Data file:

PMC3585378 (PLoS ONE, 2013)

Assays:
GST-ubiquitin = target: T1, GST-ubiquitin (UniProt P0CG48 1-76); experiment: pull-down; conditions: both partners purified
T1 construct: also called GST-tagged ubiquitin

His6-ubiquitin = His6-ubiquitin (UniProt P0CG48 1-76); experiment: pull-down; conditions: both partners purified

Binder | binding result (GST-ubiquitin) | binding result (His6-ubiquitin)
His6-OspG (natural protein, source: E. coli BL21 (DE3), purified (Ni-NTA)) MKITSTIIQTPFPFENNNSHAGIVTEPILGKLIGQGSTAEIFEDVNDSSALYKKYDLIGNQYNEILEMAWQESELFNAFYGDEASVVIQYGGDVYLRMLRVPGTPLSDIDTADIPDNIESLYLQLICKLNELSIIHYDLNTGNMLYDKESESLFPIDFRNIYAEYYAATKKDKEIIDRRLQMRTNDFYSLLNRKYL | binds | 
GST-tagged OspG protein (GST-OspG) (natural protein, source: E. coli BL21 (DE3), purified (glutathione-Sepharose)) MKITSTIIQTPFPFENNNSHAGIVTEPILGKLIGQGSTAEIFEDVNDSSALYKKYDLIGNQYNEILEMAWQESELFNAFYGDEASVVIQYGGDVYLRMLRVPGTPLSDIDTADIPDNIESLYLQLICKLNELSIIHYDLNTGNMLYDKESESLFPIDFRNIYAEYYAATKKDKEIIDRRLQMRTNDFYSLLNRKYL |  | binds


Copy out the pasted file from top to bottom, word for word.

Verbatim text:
PMC3585378 (PLoS ONE, 2013)

Assays:
GST-ubiquitin = target: T1, GST-ubiquitin (UniProt P0CG48 1-76); experiment: pull-down; conditions: both partners purified
T1 construct: also called GST-tagged ubiquitin

His6-ubiquitin = His6-ubiquitin (UniProt P0CG48 1-76); experiment: pull-down; conditions: both partners purified

Binder | binding result (GST-ubiquitin) | binding result (His6-ubiquitin)
His6-OspG (natural protein, source: E. coli BL21 (DE3), purified (Ni-NTA)) MKITSTIIQTPFPFENNNSHAGIVTEPILGKLIGQGSTAEIFEDVNDSSALYKKYDLIGNQYNEILEMAWQESELFNAFYGDEASVVIQYGGDVYLRMLRVPGTPLSDIDTADIPDNIESLYLQLICKLNELSIIHYDLNTGNMLYDKESESLFPIDFRNIYAEYYAATKKDKEIIDRRLQMRTNDFYSLLNRKYL | binds | 
GST-tagged OspG protein (GST-OspG) (natural protein, source: E. coli BL21 (DE3), purified (glutathione-Sepharose)) MKITSTIIQTPFPFENNNSHAGIVTEPILGKLIGQGSTAEIFEDVNDSSALYKKYDLIGNQYNEILEMAWQESELFNAFYGDEASVVIQYGGDVYLRMLRVPGTPLSDIDTADIPDNIESLYLQLICKLNELSIIHYDLNTGNMLYDKESESLFPIDFRNIYAEYYAATKKDKEIIDRRLQMRTNDFYSLLNRKYL |  | binds